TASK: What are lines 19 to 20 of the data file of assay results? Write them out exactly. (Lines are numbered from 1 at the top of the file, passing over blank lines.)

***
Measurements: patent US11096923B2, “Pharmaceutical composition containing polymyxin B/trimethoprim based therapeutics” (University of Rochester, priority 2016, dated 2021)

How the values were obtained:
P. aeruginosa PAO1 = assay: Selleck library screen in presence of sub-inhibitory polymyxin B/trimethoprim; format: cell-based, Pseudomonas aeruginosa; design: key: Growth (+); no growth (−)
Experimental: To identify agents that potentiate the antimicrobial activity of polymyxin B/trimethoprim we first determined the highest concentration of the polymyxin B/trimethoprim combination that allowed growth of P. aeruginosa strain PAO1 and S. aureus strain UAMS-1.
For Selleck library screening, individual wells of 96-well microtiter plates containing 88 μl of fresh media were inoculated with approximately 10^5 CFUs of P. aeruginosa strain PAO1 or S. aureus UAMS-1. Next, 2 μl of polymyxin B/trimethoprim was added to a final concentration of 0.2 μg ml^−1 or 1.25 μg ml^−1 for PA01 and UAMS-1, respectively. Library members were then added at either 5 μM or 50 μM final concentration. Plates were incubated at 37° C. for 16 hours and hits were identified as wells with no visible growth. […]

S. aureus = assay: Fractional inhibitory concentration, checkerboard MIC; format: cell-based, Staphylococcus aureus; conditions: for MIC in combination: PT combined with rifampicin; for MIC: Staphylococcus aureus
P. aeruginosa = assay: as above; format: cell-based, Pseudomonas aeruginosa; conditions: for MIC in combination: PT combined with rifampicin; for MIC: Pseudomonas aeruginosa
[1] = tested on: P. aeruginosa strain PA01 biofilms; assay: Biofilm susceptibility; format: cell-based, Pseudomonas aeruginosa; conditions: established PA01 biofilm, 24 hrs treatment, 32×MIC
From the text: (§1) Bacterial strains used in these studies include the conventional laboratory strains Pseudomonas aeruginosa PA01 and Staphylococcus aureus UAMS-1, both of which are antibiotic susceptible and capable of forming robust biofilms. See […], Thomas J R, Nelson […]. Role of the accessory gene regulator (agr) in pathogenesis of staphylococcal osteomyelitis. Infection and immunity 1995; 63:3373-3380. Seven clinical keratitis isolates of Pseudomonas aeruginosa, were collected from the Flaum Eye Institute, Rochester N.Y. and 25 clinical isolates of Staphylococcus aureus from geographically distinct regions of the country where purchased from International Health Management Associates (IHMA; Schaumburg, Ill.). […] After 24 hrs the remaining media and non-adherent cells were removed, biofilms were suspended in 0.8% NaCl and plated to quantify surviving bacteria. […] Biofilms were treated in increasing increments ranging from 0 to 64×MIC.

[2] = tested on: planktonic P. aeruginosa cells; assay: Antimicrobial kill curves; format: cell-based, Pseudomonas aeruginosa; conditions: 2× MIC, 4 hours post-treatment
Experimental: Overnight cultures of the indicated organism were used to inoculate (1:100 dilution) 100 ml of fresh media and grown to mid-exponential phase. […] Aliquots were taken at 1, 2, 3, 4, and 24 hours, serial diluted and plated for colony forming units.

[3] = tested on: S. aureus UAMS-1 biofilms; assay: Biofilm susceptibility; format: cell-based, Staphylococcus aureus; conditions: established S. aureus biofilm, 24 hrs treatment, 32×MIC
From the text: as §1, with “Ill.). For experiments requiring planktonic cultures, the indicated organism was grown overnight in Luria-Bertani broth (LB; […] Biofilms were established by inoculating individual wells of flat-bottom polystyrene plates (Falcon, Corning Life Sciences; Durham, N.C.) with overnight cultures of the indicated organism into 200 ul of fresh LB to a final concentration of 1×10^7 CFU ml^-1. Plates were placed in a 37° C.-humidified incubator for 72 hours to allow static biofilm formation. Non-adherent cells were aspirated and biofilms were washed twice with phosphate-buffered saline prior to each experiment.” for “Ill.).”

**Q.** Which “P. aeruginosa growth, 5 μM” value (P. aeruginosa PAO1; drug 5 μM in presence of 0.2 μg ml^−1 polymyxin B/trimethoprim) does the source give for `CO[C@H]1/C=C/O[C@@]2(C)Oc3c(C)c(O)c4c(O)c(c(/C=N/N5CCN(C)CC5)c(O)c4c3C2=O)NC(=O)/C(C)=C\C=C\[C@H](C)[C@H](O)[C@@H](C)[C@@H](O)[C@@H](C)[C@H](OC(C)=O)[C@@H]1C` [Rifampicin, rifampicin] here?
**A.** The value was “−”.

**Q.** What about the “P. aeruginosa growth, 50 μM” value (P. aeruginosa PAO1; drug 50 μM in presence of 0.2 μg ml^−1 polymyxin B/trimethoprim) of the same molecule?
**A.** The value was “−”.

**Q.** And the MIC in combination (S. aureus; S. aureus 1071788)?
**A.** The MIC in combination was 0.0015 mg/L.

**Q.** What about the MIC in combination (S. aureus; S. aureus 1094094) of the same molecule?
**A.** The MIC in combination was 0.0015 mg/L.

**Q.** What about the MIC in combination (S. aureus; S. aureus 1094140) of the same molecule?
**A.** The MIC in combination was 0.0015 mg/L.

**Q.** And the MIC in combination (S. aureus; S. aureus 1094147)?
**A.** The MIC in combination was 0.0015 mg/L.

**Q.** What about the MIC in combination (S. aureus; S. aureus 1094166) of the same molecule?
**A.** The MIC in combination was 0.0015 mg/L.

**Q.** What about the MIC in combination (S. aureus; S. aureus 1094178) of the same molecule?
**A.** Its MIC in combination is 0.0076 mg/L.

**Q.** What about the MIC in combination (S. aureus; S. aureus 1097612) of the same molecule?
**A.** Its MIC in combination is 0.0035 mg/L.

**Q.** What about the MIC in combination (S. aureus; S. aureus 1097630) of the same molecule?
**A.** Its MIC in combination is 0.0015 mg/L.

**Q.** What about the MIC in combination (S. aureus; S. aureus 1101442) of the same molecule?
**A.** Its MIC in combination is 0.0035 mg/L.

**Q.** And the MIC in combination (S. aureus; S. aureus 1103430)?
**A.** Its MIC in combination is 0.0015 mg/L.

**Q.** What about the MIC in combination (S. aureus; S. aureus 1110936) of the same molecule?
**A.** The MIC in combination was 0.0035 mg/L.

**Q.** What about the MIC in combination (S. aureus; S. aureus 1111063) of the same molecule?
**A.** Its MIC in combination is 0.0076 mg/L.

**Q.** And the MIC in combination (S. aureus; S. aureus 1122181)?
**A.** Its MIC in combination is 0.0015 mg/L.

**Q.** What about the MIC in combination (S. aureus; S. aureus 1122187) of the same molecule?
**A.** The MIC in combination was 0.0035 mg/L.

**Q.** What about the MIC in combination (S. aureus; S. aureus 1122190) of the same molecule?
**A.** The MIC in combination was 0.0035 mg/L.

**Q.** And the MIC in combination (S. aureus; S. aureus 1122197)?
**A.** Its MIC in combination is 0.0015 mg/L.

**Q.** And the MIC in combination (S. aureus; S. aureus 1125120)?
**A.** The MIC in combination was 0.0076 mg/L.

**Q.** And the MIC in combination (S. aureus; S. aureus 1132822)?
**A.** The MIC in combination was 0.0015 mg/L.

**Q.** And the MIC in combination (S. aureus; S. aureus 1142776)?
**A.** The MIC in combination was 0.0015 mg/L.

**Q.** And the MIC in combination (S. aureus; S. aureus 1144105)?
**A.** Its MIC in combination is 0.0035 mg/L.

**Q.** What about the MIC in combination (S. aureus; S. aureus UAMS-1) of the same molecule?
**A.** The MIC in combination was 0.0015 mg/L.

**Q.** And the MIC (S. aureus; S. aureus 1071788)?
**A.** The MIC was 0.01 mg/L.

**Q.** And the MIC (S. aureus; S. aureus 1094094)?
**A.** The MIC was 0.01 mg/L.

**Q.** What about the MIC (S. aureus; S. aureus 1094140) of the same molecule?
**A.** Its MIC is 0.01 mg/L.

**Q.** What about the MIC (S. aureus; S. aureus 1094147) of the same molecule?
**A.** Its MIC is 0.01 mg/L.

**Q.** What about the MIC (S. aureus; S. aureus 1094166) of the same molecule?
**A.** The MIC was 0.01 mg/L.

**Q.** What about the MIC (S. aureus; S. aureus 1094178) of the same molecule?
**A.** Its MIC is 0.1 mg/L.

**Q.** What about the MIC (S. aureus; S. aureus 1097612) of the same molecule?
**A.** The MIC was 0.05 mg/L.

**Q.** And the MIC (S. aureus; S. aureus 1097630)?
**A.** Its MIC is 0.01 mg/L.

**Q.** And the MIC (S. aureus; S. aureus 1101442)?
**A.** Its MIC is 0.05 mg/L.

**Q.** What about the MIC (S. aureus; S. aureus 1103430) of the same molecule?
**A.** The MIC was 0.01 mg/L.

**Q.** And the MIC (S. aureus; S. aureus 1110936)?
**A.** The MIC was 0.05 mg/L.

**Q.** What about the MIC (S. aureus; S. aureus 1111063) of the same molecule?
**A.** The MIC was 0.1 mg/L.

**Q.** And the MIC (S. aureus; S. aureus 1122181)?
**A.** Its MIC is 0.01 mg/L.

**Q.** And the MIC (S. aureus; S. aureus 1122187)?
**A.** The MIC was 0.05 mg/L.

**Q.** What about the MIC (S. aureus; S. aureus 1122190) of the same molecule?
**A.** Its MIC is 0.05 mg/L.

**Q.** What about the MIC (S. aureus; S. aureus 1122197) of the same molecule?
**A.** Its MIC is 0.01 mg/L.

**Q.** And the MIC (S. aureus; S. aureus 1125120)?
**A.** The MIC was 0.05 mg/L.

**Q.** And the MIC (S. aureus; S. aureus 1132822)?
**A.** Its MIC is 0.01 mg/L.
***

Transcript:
**A.** The MIC in combination was 0.0015 mg/L.

**Q.** What about the MIC in combination (S. aureus; S. aureus 1094094) of the same molecule?